The high ADT signal resets flip-flop 224, which was set at the beginning of the high to low transition by a low trigger pulse. The low trigger goes high when HO switches off at the start of the dead time. Consequently the ADT OUT signal is high only during high to low dead time. When flip-flop 224 is reset, its Q output begins providing a low ADT Out signal, and NOR gate 232 responds by providing a high RST signal to reset transistor 210 in FIG. 20, resetting oscillator 60 so that the OSC pulse goes low, terminating the dead time and beginning a new oscillator cycle/timing ramp.

When flip-flop 224 is set by the low trigger pulse at the start of this dead time, its QN output provides a low signal to the ENN_B input of switch circuitry 236, which responds by providing a charging current to capacitance (CB) 240 through its OUT_B lead.

Switching circuit 236 receives current at its IN input from an appropriate current source (not shown), and operates as follows: When its ENN_A and ENN_B inputs are both high, switch circuit 236 connects its IN input to its COM output. When ENN_A is low, switch circuit 236 connects its IN input to its OUT_A output; when ENN_B is low, switch circuit 236 connects its IN input to its OUT_B output. ADT circuitry 220 ensures that ENN_A and ENN_B are never low at the same time, since at least one of flip-flops 224 and 226 is reset at all times.

When the ADT signal goes high, ENN_B also goes high, so that switch circuit 236 stops charging capacitance 240. As shown in FIG. 25, the voltage across capacitance (CB) 240 stops rising and holds approximately constant, thus storing information about duration of dead time during the OSC pulse at left in FIG. 25.

The rising edge of the subsequent low to high OSC pulse, shown at the right in FIG. 25, indicates the beginning of dead time during a low to high transition in voltage on VS pin 62. As the VS voltage rises, current flow through transistors 222 and 228 turns on transistor 230, allowing the ADT signal to go low. But a high trigger signal pulse received through capacitance 242 at the same time sets flip-flop 226, so that its Q output provides a high COMP Out signal. NOR gate 232 begins providing a low RST signal in response.

When flip-flop 226 is set, its QN output provides a low signal to the ENN_A input of switch circuit 236, causing switch circuit 236 to provide charging current to capacitance (CA) 244. Capacitances CA 244 and CB 240 are connected respectively to the non-inverting and inverting inputs of comparator 246. Therefore, when the voltage on capacitance 244 exceeds the voltage on capacitance 240, comparator 246 begins providing a high COMP signal at its output, resetting flip-flop 226 so that COMP Out goes low. The low COMP Out signal causes NOR gate 232 to provide a high RST signal to reset transistor 210. As a result, the OSC pulse goes low, thus terminating the dead time and beginning a new oscillator cycle/timing ramp.

When flip-flop 226 is reset by the high COMP signal, its QN output goes high. Therefore, switch circuit 236 has high inputs at both ENN_A and ENN_B and neither of capacitors 240 and 244 is being charged. The high QN output provides a pulse through capacitance 254 to the gates of transistor 250 and 252 to discharge capacitances 240 and 244 both to 0V. As a result, the duration of dead time during a low to high VS transition is determined solely by charge stored in capacitance 240 during the immediately preceding high to low transition dead time. As indicated above, the stored charge indicates duration of the high to low transition dead time, so that the dead time durations are coordinated by ADT circuitry 220 without the use of components external to IC 50.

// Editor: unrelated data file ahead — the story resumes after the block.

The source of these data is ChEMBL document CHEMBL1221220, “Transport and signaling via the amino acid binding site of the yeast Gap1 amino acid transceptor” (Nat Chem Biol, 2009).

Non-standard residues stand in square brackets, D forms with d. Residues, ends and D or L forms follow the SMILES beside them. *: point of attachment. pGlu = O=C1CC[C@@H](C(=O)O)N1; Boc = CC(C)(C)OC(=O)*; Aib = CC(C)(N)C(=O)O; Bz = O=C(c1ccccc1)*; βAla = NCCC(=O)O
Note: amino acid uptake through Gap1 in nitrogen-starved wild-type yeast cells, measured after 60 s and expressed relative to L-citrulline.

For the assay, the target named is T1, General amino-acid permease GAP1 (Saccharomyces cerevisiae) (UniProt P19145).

FIG. 26 shows shutdown circuit 250, which includes peak level detect component 252 and timing component 254 in FIG. 18. When an overload or short circuit condition is detected, shutdown circuit 250 provides a disable signal that, when high, causes fault logic 76 to disable the high and low output signals HO and LO. When the overload or short circuit condition ends, shutdown circuit 250 performs auto-resetting.

Voltage on current sensing CS pin 56 is received through current sense resistance 260 and is filtered by capacitance 262 to remove high frequency spikes. The filtered result is provided to the “+” inputs of comparators 264 and 266. Comparator 264 detects short circuit conditions by comparing its “+” input with 1.2V, while comparator 266 detects overload conditions by comparing its “+” input with 0.6V. A high output from either comparator causes charging of external capacitance 270, shown in FIG. 19, through shutdown timing capacitor (CSD) pin 272. But comparator 264 charges capacitance 270 through resistance 274, illustratively 50 Kohms, while comparator 266 charges through resistance 276, illustratively 500 Kohms. As a result of the difference in resistances 274 and 276, comparator 264 charges capacitance 270 more rapidly than comparator 266 does. In other words, detection of a short circuit condition has a short delay, while detection of an overload condition has a long delay.

Until one of comparators 264 and 266 charges capacitance 270 to more than 1V, comparator 280 provides a high output, and flip flop 282 is held in its reset state. Above 1V, comparator 280 provides a low output, permitting flip flop 282 to be set. When capacitance 270 passes 5V, comparator 284 provides a high output that sets flip flop 282 and provides a high disable output, disabling HO and LO outputs. The high disable output also turns on transistor 290, which permits capacitance 270 to discharge through resistance 292, illustratively 1 Mohm to prevent capacitance 270 from discharging while one of comparators 264 and 266 is providing a high output. When capacitance 270 again falls below 1V, comparator 280 again provides a high output, resetting flip flop 282 so that the disable output goes low and HO and LO outputs are no longer disabled.